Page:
White walls & green ceilings; creating architectural healing environments
An extensive comparative research on architectural healing environments through the works of Jan Duiker and his Zonnestraal sanatorium, and Alvar Aalto and the Paimio Sanatorium.
“The sanatoria were seen as an instrument to aid the curing process of a patient. In other words; the sanatoria became a leading building type of the functionalist movement, the natural solution to promoting the healthy body. They were built as places where people would be able to receive the optimum amount of sunlight and fresh air, suggesting them being an extremely important part of the healing process of tuberculosis.
Two works which are often described as most optimum ideology of functionalism are the Zonnestraal sanatorium, designed by Jan Duiker, and the Paimio sanatorium, designed by Alvar Aalto. They were respectively completed in 1928 and 1932, during the prime time of functionalist virtues and ideals. As they were both designed for the treatment of tuberculosis, they are the key buildings to discuss when it comes to architecture and its possibilities to aid in a curing process. Because of the differing locations, Zonnestraal in Hilversum, The Netherlands and Paimio in Finland, there ought to be simple differences in climatic solutions but a comparison between the architects’ their conceptual thinking will be explored in order to come to a conclusion. Comparing the organisation, use of colour, function and materials, technology and relation to the surrounding landscape, will show the similarities and differences the architects had while designing the sanatoria. It will show what kind of role architecture can play in healthcare, according to the time and their personal statements. The comparison will search for the layers in which the architecture plays a role in the healing process, whether or not it is an instrument for the medical world to be used.”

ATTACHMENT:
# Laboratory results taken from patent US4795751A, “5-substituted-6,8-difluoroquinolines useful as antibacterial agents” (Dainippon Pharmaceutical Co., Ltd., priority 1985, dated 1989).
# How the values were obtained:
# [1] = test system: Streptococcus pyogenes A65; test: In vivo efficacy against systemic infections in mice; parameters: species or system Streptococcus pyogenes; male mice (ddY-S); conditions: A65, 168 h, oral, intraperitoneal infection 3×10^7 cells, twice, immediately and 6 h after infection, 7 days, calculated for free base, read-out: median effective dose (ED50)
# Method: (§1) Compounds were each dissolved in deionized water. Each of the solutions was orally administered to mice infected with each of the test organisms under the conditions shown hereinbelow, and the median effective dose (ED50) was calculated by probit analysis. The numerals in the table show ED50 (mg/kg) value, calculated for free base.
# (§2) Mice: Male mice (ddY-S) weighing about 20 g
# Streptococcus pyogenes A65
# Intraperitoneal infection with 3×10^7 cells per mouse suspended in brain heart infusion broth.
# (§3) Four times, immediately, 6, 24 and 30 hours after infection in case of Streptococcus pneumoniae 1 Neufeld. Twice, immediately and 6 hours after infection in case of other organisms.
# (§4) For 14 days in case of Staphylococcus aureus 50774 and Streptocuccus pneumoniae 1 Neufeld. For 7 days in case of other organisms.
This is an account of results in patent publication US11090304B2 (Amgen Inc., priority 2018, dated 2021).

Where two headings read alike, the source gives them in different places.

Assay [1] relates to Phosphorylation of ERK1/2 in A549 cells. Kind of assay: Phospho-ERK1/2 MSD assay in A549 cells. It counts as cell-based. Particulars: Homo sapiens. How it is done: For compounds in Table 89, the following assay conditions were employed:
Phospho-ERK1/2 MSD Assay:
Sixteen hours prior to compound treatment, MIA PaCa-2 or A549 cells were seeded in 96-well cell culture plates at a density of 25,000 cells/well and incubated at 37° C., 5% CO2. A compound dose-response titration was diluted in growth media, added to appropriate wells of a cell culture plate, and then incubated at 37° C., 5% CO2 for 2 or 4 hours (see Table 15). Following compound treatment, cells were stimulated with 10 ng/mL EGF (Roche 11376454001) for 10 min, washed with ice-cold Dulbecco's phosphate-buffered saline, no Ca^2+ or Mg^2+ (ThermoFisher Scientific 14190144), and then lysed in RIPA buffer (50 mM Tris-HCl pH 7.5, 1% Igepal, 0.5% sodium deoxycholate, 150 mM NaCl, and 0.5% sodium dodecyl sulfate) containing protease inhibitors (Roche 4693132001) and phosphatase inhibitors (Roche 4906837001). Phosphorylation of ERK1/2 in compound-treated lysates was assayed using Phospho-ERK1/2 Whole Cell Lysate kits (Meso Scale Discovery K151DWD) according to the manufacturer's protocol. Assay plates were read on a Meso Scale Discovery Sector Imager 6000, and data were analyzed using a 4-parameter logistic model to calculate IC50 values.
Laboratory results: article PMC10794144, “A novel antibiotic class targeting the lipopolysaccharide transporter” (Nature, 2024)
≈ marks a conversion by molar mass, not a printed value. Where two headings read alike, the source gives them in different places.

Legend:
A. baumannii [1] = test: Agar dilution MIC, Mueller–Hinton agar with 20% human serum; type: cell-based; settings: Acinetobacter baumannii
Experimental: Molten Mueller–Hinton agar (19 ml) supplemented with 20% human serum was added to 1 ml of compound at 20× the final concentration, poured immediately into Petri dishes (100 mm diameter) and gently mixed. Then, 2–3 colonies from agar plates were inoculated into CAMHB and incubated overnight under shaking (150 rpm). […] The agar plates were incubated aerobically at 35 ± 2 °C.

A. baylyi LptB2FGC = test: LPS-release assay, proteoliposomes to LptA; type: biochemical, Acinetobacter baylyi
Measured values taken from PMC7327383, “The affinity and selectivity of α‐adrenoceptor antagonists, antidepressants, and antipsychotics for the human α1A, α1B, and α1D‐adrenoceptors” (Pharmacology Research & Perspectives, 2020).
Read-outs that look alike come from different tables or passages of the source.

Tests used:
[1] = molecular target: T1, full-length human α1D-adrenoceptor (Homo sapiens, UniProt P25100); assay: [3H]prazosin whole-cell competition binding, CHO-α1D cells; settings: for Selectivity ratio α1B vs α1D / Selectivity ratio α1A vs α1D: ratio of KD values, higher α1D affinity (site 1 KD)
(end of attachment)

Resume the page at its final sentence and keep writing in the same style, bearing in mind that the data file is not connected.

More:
CONTINUE READING Architectural History Thesis, Marloes Pieper, 4006194